1. remembering to set the identifier to ca.latte.whatever so that I could build, and

  2. remembering that the OpenGL ES 2.0 path only ran on the device, so of course none of the changes I was making were showing up on the simulator1, and finally

  3. Figuring out that depth was position.w, and not position.z. (Did I mention that I’m a bit of a newbie at this?)

Anyways, after it was all up and running, I made the x and w co-ordinates vary on a different period than the y co-ordinate, and now the square moves around in 3 dimensions in a pleasing (to me) way.

A pretty square.

Since this is intended for me to play around with shaders, I’m not going to bother updating the OpenGL ES 1.0 code path, but if you’ve got an iPhone 3GS, or a 3rd generation iTouch, feel free to grab the code at BitBucket, and play around. I'll be adding branches and tags and keeping it updated as I play with new stuff.

  1. Rune let me know that Open GL ES 2.0 is supported in the latest version of the simulator. I guess I must have been testing with an earlier version of the SDK, or XCode, or something. 

[Posted at 13:16 by Blake Winton] link
Fri, 04 Dec 2009

A while ago I read the latest Kathy Reichs: 206 Bones. You know, if it were up to me, I wouldn't bother with Kathy Reichs. I really only read them because my mother reads them and it's nice to talk about them with her. Anyway, I guess I must like them well enough because I do read them. In this one our feisty heroine finds herself trapped in a tomb, struggling to remember how she got there and find out how to get out before it's too late! The mystery was mysterious and satisfyingly resolved, but my very favourite part of the book was right at the end, when Reichs let her character, Tempe Brennan, stop talking in sentence fragments for a heartfelt paragraph about the field of forensic anthropology. It was clear that it was Kathy Reichs talking, not Tempe Brennan, and equally clear to me that I would rather read a book about Reichs than about Brennan.

A Handful of Time by Kit Pearson. Twelve year old Patricia is sent from her home in Toronto to stay with her aunt and cousins— strangers to her—at their lakefront cottage in Alberta, while her parents sort out the terms of their divorce. Unable to get along with her cousins, she explores on her own and finds a pocket watch which takes her back in time to when her own mother spent her twelfth summer at the lake. Patricia divides her summer between her mother's childhood and her own, and discovers how to connect with her cousins and with her present-day mother. A Handful of Time is a beautifully written book with believeable, rich characters and a satisfying ending. Also, it made me cry. A keeper for the girls' bookshelf.

The Drunkard's Walk: How Randomness Rules Our Lives by Leonard Mlodinov is a stats book. I love stats—I really should have done stats at school, if any math—but it's hard. The human brain is not wired to understand risk and probability. The good news is Leonard Mlodinov makes it much easier to understand. This book goes over a lot of the basic principals of probability: sample space, the law of large numbers, bell curves, standard deviation, chi-squared. All that is the build up for what this book is about, which is how much more stuff is random than we think. Humans love to tell stories about the world, and when something apparently significant happens we would rather construct a narrative about why, than recognize that whatever it was was probably statistically inevitable, or at least not caused by whatever we're attributing it to.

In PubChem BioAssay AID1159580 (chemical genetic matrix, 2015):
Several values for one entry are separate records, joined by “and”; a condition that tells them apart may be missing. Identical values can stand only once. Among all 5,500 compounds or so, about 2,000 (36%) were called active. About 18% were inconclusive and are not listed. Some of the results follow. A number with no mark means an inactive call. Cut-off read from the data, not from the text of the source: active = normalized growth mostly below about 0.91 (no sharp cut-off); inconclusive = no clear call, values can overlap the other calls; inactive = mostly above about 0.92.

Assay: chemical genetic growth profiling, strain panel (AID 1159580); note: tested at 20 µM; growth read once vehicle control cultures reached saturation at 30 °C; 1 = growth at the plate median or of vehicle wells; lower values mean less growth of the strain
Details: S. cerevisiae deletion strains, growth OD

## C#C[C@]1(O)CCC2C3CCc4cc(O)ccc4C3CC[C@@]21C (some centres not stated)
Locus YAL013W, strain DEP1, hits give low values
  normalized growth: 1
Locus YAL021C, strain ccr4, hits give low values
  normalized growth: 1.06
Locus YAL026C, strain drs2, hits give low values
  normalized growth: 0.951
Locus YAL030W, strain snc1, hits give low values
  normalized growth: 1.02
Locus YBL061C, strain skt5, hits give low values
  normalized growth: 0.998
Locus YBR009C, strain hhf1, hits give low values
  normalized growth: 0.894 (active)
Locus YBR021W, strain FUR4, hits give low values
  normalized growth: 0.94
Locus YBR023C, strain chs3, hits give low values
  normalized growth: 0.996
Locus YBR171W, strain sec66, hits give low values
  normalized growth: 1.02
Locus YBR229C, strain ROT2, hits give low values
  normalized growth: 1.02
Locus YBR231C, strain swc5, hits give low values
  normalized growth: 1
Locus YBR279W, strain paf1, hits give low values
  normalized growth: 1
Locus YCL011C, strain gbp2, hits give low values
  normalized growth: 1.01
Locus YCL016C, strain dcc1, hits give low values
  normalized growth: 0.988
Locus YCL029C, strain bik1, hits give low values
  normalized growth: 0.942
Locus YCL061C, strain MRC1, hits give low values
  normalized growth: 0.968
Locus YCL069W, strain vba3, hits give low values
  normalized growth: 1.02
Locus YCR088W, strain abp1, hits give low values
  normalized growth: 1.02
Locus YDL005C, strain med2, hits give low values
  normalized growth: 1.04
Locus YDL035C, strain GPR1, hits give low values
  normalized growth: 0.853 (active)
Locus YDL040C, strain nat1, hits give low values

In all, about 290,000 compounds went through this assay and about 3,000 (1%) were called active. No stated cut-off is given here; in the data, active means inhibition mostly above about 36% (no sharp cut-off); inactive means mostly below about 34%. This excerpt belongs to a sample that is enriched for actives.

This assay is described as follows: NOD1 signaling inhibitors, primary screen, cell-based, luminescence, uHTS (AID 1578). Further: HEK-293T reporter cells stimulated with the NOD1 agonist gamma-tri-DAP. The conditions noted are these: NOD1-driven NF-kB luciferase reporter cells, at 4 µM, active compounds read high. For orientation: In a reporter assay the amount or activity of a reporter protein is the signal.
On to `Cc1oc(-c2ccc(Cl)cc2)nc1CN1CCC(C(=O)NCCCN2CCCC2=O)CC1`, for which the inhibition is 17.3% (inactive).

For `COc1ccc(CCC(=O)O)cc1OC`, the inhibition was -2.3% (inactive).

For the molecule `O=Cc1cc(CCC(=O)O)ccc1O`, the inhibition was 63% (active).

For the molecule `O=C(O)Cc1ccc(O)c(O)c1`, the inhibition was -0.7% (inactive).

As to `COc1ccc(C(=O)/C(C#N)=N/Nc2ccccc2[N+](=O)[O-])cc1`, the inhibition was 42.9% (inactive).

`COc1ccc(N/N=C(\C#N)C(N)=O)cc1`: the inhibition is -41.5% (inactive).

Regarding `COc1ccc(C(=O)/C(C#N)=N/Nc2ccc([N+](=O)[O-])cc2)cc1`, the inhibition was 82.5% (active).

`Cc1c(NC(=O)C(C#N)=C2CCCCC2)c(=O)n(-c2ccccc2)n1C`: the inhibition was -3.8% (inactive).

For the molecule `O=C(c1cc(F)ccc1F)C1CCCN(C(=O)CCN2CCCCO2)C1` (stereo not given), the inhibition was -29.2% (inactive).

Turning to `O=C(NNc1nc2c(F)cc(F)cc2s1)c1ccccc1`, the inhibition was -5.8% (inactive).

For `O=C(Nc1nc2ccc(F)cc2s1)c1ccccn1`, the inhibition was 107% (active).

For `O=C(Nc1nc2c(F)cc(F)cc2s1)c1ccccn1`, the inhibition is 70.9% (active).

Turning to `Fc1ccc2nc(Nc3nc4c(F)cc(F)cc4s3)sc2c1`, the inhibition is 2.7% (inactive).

This was one of the books I bought myself for my birthday, and I'm really happy to own it because it provides such good explanations for so many stats concepts, and despite being fascinated by statistics, I need to constantly refresh my understanding of it. Having this book on my shelf will make that a much less painful experience.

Speaking of bookshelves, my to-be-read shelf is two feet long and I committed to reading most of it before attacking my to-be-read list at the library, which is 50 books long (the maximum you're allowed to place on hold) or my to-be-read list on my computer, which is fifteen books long. (It would be longer, but I deleted it by accident a couple of weeks ago.)

As I say, I committed to reading most of the books on my physical bookshelf, but then I realized I'm not all that interested in reading a lot of them. Most of them are books that other people have given me to read, and I'm not excited about them at all, not in the way I'm excited about the books on my lists. I've got a dozen or more not-exciting books between me and the exciting books I want to read: that's not right. I've decided I'm going to sit down with all those books and reevaluate them. The ones I'm not interested in I will pass on, with no guilt. Life is too short to read books I'm not excited about.

How do other people manage their to-read lists?

[Posted at 22:58 by Amy Brown] link